ArchiveAugust 2022

MS COVID-19 and reduced antibody responses…but why?

Todays new offering is Holroyd KB, Healy BC, Conway S, Houtchens M, Bakshi R, Bhattacharyya S, Bose G, Galetta K, Kaplan T, Severson C, Singhal T, Stazzone L, Zurawski J, Polgar-Turcsanyi M, Saxena S, Paul A, Glanz BI, Weiner HL, Chitnis T. Humoral response to COVID-19 vaccination in MS patients on disease modifying therapy: Immune profiles and clinical outcomes. Mult Scler Relat Disord...

#MS COVID-19 Updated effects of disease modifying drugs on COVID-19.

There are now hundreds of papers on COVID-19 and multiple sclerosis and it has become boring for most people, but we need to keep an eye out for what the current information is showing, as it may help you or your neuro choose what you are going to do next. The World of MS got together to share their information because with larger numbers, clarity appeared. Early glimpses was based on about 2,000...

Should your neurologist take the lead?

I get it, it is all about shared decision making when it comes to selecting the right treatment for you in MS. But, this requires both individuals to be on the same page. When you’re dealing with a condition that affects the brain primarily it adds complexity and calls into question the validity of this process. A few months back, an MS patient informed me that I should have just told him...

Plain language Cladribine works for a few years.

Two papers…plain English about two medical papers, So it tells us that for most people you get years of benefit from a story course of cladribine…but what it does say is what to do next Disease stability over five years in people with multiple sclerosis treated with cladribine tablets: a plain language summary. Giovannoni G, Comi G, Rammohan K, Rieckmann P, Dangond F, Jack D...

Mushrooms to cure MS?

Many of todays medicines have their origins in nature and today’s post is about medical mushrooms. Mushrooms or fungi have given us a number of treatments and where would people with transplants be without cyclosporin A, which is an immunosuppressive agent derived from fungi. As any of the long-term readers will know, I introduced the concept of “mushroom food” rather than say...

The imods and COVID-19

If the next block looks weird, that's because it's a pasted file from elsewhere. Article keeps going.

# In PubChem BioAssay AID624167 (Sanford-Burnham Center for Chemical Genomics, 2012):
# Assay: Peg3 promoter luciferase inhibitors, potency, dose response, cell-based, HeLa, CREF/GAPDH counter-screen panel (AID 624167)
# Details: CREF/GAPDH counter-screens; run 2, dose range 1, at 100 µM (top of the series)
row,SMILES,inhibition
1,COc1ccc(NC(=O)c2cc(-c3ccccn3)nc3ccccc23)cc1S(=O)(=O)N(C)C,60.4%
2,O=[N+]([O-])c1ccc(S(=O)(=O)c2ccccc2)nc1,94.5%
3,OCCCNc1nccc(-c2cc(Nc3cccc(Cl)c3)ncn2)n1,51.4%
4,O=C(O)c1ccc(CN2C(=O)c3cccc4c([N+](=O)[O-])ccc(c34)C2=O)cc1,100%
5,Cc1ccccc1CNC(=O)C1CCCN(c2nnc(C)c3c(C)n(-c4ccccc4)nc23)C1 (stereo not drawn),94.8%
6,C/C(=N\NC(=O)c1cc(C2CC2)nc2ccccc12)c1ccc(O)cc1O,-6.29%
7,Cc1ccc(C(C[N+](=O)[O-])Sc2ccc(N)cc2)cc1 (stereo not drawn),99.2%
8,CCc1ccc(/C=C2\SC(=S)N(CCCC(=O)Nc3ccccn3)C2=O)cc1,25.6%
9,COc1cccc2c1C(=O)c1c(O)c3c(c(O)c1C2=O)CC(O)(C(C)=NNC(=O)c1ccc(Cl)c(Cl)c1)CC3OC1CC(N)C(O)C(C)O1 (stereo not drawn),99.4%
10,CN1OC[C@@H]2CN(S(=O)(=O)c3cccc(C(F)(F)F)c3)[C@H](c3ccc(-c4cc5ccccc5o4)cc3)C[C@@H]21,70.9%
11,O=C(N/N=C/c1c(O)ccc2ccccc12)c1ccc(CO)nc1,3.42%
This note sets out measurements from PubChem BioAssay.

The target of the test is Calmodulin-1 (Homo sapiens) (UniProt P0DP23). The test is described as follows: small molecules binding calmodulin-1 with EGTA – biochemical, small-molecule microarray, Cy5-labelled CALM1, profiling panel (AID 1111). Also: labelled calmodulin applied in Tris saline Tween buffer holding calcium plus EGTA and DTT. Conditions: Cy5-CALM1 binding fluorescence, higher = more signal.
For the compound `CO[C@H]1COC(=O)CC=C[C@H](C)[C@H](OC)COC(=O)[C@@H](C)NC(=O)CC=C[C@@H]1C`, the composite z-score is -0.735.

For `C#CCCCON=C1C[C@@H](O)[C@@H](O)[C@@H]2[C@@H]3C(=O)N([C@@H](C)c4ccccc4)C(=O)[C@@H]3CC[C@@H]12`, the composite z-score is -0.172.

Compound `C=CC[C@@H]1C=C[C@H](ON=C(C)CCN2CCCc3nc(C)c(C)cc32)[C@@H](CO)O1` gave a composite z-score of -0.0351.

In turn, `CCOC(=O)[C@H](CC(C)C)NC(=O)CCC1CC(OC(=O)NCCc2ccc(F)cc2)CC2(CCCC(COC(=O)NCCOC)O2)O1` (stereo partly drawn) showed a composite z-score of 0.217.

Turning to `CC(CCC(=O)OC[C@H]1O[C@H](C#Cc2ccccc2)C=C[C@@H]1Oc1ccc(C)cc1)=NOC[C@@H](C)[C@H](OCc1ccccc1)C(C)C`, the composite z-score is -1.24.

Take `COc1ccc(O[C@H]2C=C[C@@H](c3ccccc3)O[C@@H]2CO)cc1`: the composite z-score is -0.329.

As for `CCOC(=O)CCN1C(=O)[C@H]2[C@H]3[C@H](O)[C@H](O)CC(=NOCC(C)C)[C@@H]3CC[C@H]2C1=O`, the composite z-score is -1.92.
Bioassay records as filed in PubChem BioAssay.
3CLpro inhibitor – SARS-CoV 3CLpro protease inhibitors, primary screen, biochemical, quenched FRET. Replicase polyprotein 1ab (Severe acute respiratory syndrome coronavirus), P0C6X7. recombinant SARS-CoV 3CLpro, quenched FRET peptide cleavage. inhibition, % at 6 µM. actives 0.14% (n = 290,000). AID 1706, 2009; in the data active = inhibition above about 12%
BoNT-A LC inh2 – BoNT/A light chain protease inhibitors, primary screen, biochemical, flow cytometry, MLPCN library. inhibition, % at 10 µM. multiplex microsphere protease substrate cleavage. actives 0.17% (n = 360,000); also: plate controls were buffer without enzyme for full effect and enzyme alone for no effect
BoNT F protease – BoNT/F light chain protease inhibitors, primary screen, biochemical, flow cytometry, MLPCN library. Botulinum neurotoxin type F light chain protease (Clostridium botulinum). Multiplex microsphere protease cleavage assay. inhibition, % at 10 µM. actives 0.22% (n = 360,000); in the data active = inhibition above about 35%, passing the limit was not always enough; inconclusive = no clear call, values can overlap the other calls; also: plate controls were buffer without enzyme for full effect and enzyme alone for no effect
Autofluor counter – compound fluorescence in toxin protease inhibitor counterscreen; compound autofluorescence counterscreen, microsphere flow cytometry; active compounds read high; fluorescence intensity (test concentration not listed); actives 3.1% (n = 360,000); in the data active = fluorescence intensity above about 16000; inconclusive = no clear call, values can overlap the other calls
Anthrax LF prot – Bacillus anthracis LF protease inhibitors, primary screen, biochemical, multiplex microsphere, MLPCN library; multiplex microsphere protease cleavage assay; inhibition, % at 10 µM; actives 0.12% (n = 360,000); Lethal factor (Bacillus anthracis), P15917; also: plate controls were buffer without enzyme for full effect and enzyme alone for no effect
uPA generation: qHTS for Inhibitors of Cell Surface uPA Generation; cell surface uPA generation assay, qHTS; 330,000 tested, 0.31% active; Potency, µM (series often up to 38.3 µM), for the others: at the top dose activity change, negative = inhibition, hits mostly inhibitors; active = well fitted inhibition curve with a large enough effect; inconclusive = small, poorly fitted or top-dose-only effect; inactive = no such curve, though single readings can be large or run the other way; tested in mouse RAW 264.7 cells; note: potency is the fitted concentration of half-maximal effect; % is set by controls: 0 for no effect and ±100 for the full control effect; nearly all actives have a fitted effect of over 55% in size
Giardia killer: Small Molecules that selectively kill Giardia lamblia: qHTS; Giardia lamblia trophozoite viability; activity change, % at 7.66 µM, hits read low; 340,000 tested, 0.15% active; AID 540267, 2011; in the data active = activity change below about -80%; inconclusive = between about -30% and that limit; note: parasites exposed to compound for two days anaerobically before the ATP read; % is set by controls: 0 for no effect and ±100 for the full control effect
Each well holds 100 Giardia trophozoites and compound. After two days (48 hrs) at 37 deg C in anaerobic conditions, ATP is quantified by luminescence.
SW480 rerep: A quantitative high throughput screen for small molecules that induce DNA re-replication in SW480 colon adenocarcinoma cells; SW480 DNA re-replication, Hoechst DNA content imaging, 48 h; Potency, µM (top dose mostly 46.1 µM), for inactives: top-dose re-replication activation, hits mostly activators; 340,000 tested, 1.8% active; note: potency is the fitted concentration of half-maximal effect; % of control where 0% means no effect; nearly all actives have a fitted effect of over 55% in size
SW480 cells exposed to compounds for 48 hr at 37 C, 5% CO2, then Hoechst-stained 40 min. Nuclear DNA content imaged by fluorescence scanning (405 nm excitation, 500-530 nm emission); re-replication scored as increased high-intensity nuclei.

Image created with Biorender.com. This looks complicated because it is complicated If you are interested we have written a review about the impact of the imods on COVID and SARS-COV-2 vaccination and anti-viral agents. If you feel up to it and would like a long read over the holiday weekend. It tries to explain the clinical observations on why you have had seemingly rubbish vaccine responses yet...

Follow-On treatments

Brownlee WJ, Wolf C, Hartung HP, Dingermann T, Anshasi N, Clark RA, Trojano M, Selmaj K, Uitdehaag BM, Tur C, Wuerfel J, Dallmann G, Witte J, Sintzel M, Bobrovnikova O, Cohen JA. Use of follow-on disease-modifying treatments for multiple sclerosis: Consensus recommendations. Mult Scler. 2022: 13524585221116269. Background: As patents for multiple sclerosis (MS) therapies expire, follow-on...

COVID vaccinations in anti-CD20 treated individuals

Long time no COVID-19 but I happened to be reading preprint sites and this paper stimulated my interest. It looks at people treated with anti-CD20 antibodies and examines what happens with repeated vaccinations. Sadly the problem of poor response persists in some individuals, but if you have made a response, it boosts with an increasing number of vaccine cycles. The levels may help give you...

Haute CD20 couture: Swedish designer trials!  

Many pwMS are currently treated with ocrelizumab (OCR, Ocrevus) which is an antibody targeting a surface protein named ‘CD20’ on B cells leading to longstanding depletion of this cell type. Some of you might wonder why we are not treating pwMS with OCR’s older, cheaper and more experienced brother: rituximab (RTX, Mabthera). RTX also targets ‘CD20’ resulting into profound B cell depletion. It was...

EBV in Germany, is this the answer?

EBV, vitamin D and genetics are probably some of the most commonly reported risk factors for MS. All studies report these in terms of hazard ratios comparing occurrence in the exposed versus non-exposed individuals. Hazard ratio (HR) = (risk of outcome in one group)/ (risk of outcome in another group) An HR of 1 therefore means lack of association, a hazard ratio of greater than 1 suggests an...

Translate

Categories

Recent Posts

Recent Comments

Archives